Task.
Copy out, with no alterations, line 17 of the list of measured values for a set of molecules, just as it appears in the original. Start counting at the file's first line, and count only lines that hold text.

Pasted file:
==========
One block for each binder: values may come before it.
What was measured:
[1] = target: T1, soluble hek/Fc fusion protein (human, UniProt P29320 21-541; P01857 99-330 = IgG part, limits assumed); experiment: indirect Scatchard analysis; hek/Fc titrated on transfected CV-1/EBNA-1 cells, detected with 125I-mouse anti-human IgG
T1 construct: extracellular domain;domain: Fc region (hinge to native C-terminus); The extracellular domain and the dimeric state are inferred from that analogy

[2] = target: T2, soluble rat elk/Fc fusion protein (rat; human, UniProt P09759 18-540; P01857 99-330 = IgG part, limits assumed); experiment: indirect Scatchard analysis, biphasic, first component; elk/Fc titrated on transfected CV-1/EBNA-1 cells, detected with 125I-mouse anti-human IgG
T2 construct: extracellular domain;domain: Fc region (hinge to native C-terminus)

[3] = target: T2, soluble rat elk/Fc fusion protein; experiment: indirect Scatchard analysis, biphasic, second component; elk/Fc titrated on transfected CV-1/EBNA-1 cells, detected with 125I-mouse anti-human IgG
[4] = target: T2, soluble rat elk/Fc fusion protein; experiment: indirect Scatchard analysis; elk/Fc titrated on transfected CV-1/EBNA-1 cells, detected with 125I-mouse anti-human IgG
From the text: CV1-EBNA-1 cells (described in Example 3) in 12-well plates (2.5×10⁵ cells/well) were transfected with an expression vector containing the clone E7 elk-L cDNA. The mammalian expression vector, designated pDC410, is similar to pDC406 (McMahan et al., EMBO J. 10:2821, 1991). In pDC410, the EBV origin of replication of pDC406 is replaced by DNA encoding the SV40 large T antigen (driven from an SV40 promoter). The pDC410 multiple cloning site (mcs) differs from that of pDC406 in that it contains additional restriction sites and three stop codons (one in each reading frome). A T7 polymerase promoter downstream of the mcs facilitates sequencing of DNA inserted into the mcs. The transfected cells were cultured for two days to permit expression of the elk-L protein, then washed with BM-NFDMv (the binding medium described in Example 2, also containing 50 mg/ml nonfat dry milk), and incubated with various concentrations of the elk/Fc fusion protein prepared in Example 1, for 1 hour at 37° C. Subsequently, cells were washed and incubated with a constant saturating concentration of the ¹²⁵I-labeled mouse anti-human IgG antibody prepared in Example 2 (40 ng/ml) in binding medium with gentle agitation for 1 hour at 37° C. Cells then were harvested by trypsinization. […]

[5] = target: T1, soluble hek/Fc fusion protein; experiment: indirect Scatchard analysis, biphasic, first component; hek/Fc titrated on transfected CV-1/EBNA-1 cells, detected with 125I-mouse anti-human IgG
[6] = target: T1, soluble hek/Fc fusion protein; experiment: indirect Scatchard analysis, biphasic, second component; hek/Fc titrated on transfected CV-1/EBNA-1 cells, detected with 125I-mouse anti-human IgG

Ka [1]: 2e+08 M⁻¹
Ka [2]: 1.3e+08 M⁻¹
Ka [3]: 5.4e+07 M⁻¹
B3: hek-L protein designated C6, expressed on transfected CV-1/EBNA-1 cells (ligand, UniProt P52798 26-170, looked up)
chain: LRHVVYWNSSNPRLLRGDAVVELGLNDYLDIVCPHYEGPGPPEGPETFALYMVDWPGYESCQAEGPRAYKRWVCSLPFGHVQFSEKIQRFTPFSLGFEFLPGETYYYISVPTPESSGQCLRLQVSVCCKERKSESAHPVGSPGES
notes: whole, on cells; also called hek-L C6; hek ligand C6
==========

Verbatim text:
notes: whole, on cells; also called hek-L C6; hek ligand C6